Description : Critic and art historian Meyer, a leading authority on Minimalism, examines the style from its inception to its broader cultural influence. This sourcebook features an excellent selection of nearly 300 color and b&w images to illustrate the surprising variety of the work.
Description : The notion of Minimalism is proposed as a theoretical tool supporting a more differentiated understanding of reduction and thus forms a standpoint that allows definition of aspects of simplicity. Possible uses of the notion of minimalism in the field of human–computer interaction design are examined both from a theoretical and empirical viewpoint, giving a range of results. Minimalism defines a radical and potentially useful perspective for design analysis. The empirical examples show that it has also proven to be a useful tool for generating and modifying concrete design techniques. Divided into four parts this book traces the development of minimalism, defines the four types of minimalism in interaction design, looks at how to apply it and finishes with some conclusions.
Description : The concept of nothing was an enduring concern of the 20th century. As Martin Heidegger and Jean-Paul Sartre each positioned nothing as inseparable from the human condition and essential to the creation or operation of human existence, as Jacques Derrida demonstrated how all structures are built upon a nothing within the structure, and as mathematicians argued that zero – the number that is also not a number – allows for the creation of our modern mathematical system, Narratives of Nothing in 20th-Century Literature suggests that nothing itself enables the act of narration. Focusing on the literary works of Vladimir Nabokov, Samuel Beckett, and Victor Pelevin, Meghan Vicks traces how and why these writers give narrative form to nothing, demonstrating that nothing is essential to the creation of narrative – that is, how our perceptions are conditioned, how we make meaning (or madness) out of the stuff of our existence, how we craft our knowable selves, and how we exist in language.
Description : This book is the first collection of essays on the British prose poem. With essays by leading academics, critics and practitioners, the book traces the British prose poem’s unsettled history and reception in the UK as well as its recent popularity. The essays cover the nineteenth, twentieth and twenty-first centuries exploring why this form is particularly suited to the modern age and yet can still be problematic for publishers, booksellers and scholars. Refreshing perspectives are given on the Romantics, Modernists and Post-Modernists, among them Woolf, Beckett and Eliot as well as more recent poets like Seamus Heaney, Geoffrey Hill, Claudia Rankine, Jeremy Over and Vahni Capildeo. British Prose Poetry moves from a contextual overview of the genre’s early volatile and fluctuating status, through to crucial examples of prose poetry written by established Modernist, surrealist and contemporary writers. Key questions around boundaries are discussed more generally in terms of race, class and gender. The British prose poem’s international heritage, influences and influence are explored throughout as an intrinsic part of its current renaissance.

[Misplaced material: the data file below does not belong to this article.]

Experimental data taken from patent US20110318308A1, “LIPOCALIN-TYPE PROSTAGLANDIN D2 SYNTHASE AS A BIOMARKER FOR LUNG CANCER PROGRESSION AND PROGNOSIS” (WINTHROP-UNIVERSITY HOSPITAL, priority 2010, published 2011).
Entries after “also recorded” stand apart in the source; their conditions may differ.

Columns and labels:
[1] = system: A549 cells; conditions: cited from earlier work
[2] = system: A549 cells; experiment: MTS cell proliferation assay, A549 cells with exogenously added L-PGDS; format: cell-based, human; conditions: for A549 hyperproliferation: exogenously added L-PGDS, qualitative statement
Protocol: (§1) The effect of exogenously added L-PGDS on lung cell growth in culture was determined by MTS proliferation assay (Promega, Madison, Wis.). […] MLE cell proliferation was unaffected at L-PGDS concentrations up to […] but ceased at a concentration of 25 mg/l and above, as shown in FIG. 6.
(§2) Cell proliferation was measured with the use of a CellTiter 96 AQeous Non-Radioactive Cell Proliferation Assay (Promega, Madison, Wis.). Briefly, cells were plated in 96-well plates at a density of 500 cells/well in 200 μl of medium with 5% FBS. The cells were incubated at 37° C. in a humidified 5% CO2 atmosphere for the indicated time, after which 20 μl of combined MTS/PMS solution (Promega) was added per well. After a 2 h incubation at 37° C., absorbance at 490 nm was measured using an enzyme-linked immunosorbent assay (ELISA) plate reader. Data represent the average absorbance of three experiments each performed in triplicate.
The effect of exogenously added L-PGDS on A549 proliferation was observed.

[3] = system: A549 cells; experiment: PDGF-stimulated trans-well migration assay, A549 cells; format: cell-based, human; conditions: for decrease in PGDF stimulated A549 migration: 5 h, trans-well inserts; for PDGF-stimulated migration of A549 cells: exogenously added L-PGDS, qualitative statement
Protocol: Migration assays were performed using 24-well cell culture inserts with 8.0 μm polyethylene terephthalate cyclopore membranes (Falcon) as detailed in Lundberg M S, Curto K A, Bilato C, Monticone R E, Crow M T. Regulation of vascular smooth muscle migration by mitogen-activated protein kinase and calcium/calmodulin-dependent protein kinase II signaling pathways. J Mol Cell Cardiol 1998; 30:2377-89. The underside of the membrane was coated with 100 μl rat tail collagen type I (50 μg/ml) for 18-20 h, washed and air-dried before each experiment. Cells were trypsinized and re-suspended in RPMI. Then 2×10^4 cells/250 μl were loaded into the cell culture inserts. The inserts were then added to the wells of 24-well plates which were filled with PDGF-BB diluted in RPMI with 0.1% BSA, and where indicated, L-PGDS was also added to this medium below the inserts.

Description : This unique study aims at characterizing the Arabic minimalist story as a new genre of narrative fiction that exploits many austere devices of post-modern strategies to exhibit a variety of socio-political and ideological matters that affect the fundamental needs of the common people in all Arab states. One of the major aims of this study is to expose the reader to the particularity of the Arabic minimalist story on both levels, thematic and aesthetic. On the thematic level, political, national and citizenship questions are at the top of the genre's agenda. Other topics, such as feminism and economic conditions, also attract significant interest among minimalist writers in all Arab countries. However, Arab minimalist writers are mostly preoccupied by national and political issues related to their quest for freedom, free speech, and proper interrelations between common people and rulers. In reading Arabic minimalist fiction, we come to recognize that the political crisis in Arab states has been among the uppermost concerns of Arab minimalist writers for the last three decades. On the aesthetic/poetic level, Arabic minimalist story is mostly applied to identify texts that are pared down to their most essential features and fundamental components. One of the departure points of the minimalist story in modern Arabic fiction is 'blurring transparency', which challenges the reader and his ability to go beyond the surface, namely to cross the verbal text to unseen texts. Since the minimalist story goes immediately to the point of the text, implicitly or explicitly, it generates a deep sense of powerful product. This is apparently the very reason why the minimalist story is particularly apt for devices that forcefully move the reader, such as satire, sarcasm, the absurd, irony, the grotesque, caricature, paradox, and the like. Unlike long genres of narrative fiction, which narrate a piece of reality or history, the minimalist story touches directly the core of the experience that the writer wishes to portray. Unlike long narrative genres, of well-explained events and detailed descriptions, the unique powerful effect of the minimalist story stems from its concentrated, focal and sudden presentation. Fighting and resistance are well suited to the minimalist story, which does not scatter the reader's attention to side issues. The immediacy and shortness of minimalist fiction are apparently the very features needed to reach the extreme of challenge and resistance.